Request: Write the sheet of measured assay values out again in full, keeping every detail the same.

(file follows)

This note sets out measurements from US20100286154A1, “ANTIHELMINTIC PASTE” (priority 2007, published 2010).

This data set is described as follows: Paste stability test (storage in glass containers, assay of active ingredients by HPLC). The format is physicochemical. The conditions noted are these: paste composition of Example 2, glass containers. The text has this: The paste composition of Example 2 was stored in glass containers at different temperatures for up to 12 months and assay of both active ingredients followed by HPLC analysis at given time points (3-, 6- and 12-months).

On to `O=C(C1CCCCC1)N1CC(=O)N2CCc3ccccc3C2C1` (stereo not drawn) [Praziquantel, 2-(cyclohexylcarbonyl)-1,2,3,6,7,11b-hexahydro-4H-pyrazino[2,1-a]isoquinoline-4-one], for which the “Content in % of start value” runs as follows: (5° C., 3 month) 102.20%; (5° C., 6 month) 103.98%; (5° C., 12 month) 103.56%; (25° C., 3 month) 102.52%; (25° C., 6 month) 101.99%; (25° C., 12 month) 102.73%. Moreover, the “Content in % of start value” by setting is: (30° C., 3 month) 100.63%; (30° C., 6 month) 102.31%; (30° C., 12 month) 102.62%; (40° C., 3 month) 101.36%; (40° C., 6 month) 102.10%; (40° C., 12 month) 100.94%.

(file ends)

This note sets out measurements from US20100286154A1, “ANTIHELMINTIC PASTE” (priority 2007, published 2010).

This data set is described as follows: Paste stability test (storage in glass containers, assay of active ingredients by HPLC). The format is physicochemical. The conditions noted are these: paste composition of Example 2, glass containers. The text has this: The paste composition of Example 2 was stored in glass containers at different temperatures for up to 12 months and assay of both active ingredients followed by HPLC analysis at given time points (3-, 6- and 12-months).

On to `O=C(C1CCCCC1)N1CC(=O)N2CCc3ccccc3C2C1` (stereo not drawn) [Praziquantel, 2-(cyclohexylcarbonyl)-1,2,3,6,7,11b-hexahydro-4H-pyrazino[2,1-a]isoquinoline-4-one], for which the “Content in % of start value” runs as follows: (5° C., 3 month) 102.20%; (5° C., 6 month) 103.98%; (5° C., 12 month) 103.56%; (25° C., 3 month) 102.52%; (25° C., 6 month) 101.99%; (25° C., 12 month) 102.73%. Moreover, the “Content in % of start value” by setting is: (30° C., 3 month) 100.63%; (30° C., 6 month) 102.31%; (30° C., 12 month) 102.62%; (40° C., 3 month) 101.36%; (40° C., 6 month) 102.10%; (40° C., 12 month) 100.94%.